“I am now not only waking up every day feeling like there’s still beauty in the world, but helping other people cope with change in a healthy way as part of my job. The mere fact that I’m able to not feel completely overwhelmed by my own life changes but can use that to help others find grace in change is incredible.”

Indeed. I am in awe of her strength, her ability to reckon with what came her way, and to bounce back.

How did she build these muscles of resiliency?

Unwittingly, gradually, and using the same self-care tools she used to treat the migraines that first brought her into my clinic for acupuncture. In addition to getting acupuncture and taking herbs, she was willing to change how she showed up in the world. She downshifted. She stopped treating her body like a machine. She dared to do less than she was capable of. She cultivated a relationship with her breath and her body through breathing qi gong and yoga. She took the time to seek out things like acupuncture and massage to remind her nervous system what’s possible. She got over her yang addiction. None of this was easy, as our society tends to reward overwork and over-service, and to really do it differently is tough on the ego. But the debilitating migraines provided compelling motivation.

“The idea of self care and slowing down and finding the quiet was never a part of my world before I met you. I have so much gratitude for the time I got to work with you and the routines and structure for caring for myself that you helped me to build.”

The bodymind practices and self-care routines that she put in place years ago now serve as the foundation of her resilience. And as she continues to employ them, she is role-modeling this self-care for her daughter, as well as for the people she works with, and for me. She is being the change, Gandhi-style. Kinda the exact opposite of selfish.

 

Here are my 3 tips for becoming resilient:

 

  • Start with taking 30 minutes a day to yourself, away from any input from screens, other people, work, etc. Write, go for a walk, stretch, take a bath, get out of your head.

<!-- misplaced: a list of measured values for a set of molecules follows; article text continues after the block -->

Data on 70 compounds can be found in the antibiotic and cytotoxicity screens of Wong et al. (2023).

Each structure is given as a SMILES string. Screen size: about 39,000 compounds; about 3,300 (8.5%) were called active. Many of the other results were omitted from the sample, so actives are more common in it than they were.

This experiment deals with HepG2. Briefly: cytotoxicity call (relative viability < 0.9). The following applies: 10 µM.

• Develop a relationship with your breath (if you haven’t already grabbed my free breathing meditation, get it now)
  • Learn a bodymind practice like qi gong, meditation or yoga (my learn-from-anywhere qi gong class can get you started)

 

Like going to the gym, building up resilience takes consistent time and effort. But over time, you will be stronger than you ever thought possible.

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One of the saddest things I hear in my practice is, “I must be getting old.” I hear this from patients as young as 29, and I know the feeling: nothing makes me feel like I’m 85 quite like back pain that I’ve had since I was a teenager.

Maybe you don’t have the energy you’d like. You feel stiff. Maybe your back hurts (or your hips, knees, neck, or shoulders). The world feels like it’s moving too fast.  But it’s not true that you have to fall apart before you die (If you have pain in one shoulder, why not the other? – it’s the same age!). You also don’t have to live on ibuprofen and caffeine, or outsource your wellness to your doctor, acupuncturist, massage therapist, or chiropractor. It’s possible to feel younger, even as the days go by.

Little things add up. Ever notice how you get an immediate surge of energy when you get an unexpected visit or email from a dear friend you haven’t seen in years? Notice how a couple days of eating processed food while visiting family makes you feel bloated and toxic? Or how about how not getting up from your desk for 15 hours when you’re under deadline can lead you to conclude that your shoulders are now cemented to your back? These all add up. It’s the things we do every day that most determine how old we feel.

 

6 things I wish everyone did every day to feel great:

 

  1. Get 7-9 hours of sleep a night
  2. Move your body in a way that feels good
  3. A body-mind practice to calm your nervous system and reconnect to yourself
  4. Drink water (half your body weight in ounces)
  5. Eat whole foods (mostly plants)
  6. Connect with love

Looking for a way to do 3 or 4 of these things at once? Keep Reading…